The budget planning process could change under Perea in 2024. For one, there may not be a budget subcommittee formed this year. “We’re not quite sure how to handle that yet,” she said.

Last year, the city was sued over a so-called “secret budget committee,” made up of a team of councilmembers that worked with the mayor to decide on how to spend the city’s nearly $2 billion budget. The ACLU Foundation of Northern California and the First Amendment Coalition filed the lawsuit, alleging that the city was violating the Brown Act, a state law requiring legislative bodies to hold open meetings and release agendas in advance.

Moving forward, Perea said she’ll work with the city attorney’s office to develop a structure on how to form any new subcommittees. On Feb. 22, she said she plans to introduce a resolution clarifying the “nuts and bolts” of council subcommittees, including: the framework for subcommittees, who can establish subcommittees, how they function, which are subject to the Brown Act, lifespans of committees and reporting requirements.

“What I learned this past year is there are a number of documents that provide guidance on subcommittees, but they conflict with one another,” she said. “What I’m hoping to do with this resolution,” she said, “is to clear up any misunderstandings of what subcommittees are, or how they function and really set the course for moving forward.”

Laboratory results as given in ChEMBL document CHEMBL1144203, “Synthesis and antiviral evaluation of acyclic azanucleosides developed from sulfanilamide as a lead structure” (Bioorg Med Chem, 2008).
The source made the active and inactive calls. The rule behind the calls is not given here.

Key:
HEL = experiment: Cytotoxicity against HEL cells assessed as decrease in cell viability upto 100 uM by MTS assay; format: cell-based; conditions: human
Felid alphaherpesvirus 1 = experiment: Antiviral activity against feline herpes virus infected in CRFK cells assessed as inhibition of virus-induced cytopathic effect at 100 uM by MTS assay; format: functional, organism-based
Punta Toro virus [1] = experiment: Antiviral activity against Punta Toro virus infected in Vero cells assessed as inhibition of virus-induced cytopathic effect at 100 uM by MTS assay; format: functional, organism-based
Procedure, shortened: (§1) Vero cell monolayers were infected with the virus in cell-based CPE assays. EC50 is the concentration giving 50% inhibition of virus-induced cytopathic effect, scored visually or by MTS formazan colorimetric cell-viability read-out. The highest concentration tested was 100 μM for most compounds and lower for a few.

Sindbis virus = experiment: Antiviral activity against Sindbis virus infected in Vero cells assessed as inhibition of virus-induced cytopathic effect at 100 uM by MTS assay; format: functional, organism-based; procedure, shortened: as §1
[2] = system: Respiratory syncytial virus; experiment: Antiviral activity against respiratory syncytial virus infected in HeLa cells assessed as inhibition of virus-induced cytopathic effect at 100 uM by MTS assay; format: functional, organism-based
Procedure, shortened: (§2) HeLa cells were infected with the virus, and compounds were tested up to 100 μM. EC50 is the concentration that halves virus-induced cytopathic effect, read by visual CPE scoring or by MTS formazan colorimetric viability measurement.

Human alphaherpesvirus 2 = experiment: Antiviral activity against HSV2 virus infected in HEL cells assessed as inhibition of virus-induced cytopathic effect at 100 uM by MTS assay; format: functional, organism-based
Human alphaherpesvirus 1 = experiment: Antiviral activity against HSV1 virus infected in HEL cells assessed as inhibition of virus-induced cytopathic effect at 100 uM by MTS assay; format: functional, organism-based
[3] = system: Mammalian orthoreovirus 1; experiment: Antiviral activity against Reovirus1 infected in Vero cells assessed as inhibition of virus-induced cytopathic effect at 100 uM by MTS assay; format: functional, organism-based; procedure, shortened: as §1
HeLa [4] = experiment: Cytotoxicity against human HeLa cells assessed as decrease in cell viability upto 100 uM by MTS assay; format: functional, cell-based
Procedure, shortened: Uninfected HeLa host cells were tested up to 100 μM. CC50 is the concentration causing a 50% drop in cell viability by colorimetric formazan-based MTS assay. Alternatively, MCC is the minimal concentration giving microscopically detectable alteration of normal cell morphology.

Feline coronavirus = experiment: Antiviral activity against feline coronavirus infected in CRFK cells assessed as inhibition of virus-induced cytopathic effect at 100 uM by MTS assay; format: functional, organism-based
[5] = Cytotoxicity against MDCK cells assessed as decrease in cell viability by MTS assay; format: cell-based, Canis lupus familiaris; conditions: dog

Collaboration on tax sharing agreement

Another priority for Perea is working with the county to re-establish a property tax sharing agreement after the former one expired in 2020.

The agreement has “significant impact on where future growth can occur and whether the city can afford to provide services to new developments while maintaining similar levels of service in older neighborhoods,” The Bee/Fresnoland reported in 2020.